Sunday, 19 January 2014

Familiar Review

By J. Robert Lennon

Thank fucking jesus, finally, a modern page-turner that I loved reading.  This was a ripper.  I read a book called 'The Light Of Falling Stars' by this same dude a few years ago, and though I barely remember any of it (plane crash, survivor) I remember really liking it, so decided to give his latest a crack and I'm happy that I did.  I read it in a day, because my missus, Andromeda, is a week overdue with our baby no.2 and all we can do is sit around and wait.  She's been watching Ellen, Australia's Biggest Loser and some other reality show where northern English people have sex, and I've been watching cricket and reading books.  I have so much time on my hands I've even been watching Big Bash (an aside: I am barracking for Hobart because there are two Melbourne teams, both called 'Melbourne', which is fucking spastic - couldn't one be called 'Victoria?' or 'Yarra' or some other form of differentiation?).

But the book... so this woman called Elisa, late 40's, is driving home from interstate after visiting her son's grave - he died about 10 years ago, when he was 15 - and suddenly, she's in a different car, in different clothes, with a different body (fatter) and she gets home and she has a different job, different friends and her son is alive.  Parallel universe?  That's what she thinks, and she investigates.  It's a mystery novel of sorts, but the real clue, I found, was in one line in chapter 21 - "Her thoughts have always been more interesting to her than the world itself."  Much earlier in the novel we become well acquainted with her vivid fantasies (she re-imagines petty disputes she used to have with a college room-mate, but in her re-imagining, they are violent and mixed up with current affairs) and so from my reading, one of the worlds she is/was in is real, the other a vivid fantasy.  Which is the real one?  Who cares?  It's brilliant.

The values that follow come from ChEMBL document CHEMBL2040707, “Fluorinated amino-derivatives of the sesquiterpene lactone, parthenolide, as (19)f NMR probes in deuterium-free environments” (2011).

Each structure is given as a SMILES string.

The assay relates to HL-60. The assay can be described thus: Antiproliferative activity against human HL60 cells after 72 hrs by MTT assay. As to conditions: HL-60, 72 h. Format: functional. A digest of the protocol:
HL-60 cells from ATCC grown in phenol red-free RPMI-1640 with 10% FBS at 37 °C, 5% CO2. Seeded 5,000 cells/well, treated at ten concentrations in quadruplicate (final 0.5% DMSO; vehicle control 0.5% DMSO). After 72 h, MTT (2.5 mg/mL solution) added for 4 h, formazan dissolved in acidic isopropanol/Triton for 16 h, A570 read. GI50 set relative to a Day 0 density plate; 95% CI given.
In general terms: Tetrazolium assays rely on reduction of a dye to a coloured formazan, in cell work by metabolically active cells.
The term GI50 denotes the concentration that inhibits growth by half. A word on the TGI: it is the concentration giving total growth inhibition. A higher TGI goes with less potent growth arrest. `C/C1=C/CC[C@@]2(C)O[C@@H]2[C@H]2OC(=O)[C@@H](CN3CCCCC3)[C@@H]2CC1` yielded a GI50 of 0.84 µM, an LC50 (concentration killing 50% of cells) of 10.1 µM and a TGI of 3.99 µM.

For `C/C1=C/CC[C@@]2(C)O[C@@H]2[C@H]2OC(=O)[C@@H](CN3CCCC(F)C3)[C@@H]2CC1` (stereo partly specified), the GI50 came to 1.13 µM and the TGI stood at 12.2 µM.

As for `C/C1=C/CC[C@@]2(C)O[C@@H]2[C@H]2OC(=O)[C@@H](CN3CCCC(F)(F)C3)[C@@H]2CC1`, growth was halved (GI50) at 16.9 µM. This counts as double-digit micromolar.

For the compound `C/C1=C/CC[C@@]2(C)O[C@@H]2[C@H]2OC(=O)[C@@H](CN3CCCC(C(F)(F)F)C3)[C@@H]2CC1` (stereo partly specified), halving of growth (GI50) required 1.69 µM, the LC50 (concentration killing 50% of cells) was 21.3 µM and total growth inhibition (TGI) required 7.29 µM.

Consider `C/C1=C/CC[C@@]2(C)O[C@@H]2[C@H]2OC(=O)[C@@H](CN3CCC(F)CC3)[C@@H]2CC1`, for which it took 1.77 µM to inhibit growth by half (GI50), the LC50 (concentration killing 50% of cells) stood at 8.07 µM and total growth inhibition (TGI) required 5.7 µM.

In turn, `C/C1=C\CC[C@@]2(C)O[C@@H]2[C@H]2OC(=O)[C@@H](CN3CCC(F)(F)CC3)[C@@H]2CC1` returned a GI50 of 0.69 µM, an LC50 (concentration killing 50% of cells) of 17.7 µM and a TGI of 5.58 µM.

It reminds me of Sartre's comment that he finds ideas more real than things - in his excellent book 'Words' he says, "In the zoo, monkeys were less like monkeys" - as in, compared to what he thought of monkeys by reading about them and looking at them in books.  I have always been attracted to Sartre because of this.  I feel the same way.  I got to the Parthenon in Athens and it was a lesser place than the Parthenon of my mind.  I have fond memories of both Parthenons.  So this book made perfect sense to me.  Which is more real?  Neither, in the end.  A vivid fantasy is just that: vivid, and real life is not always so vivid.  I can easily live in both worlds, and this is a novel that takes that concept further.  On top of the basic premise, it's also a well-written mystery with interesting characters and reveals.  I also liked how some characters smoked. 

I give it an A-minus.


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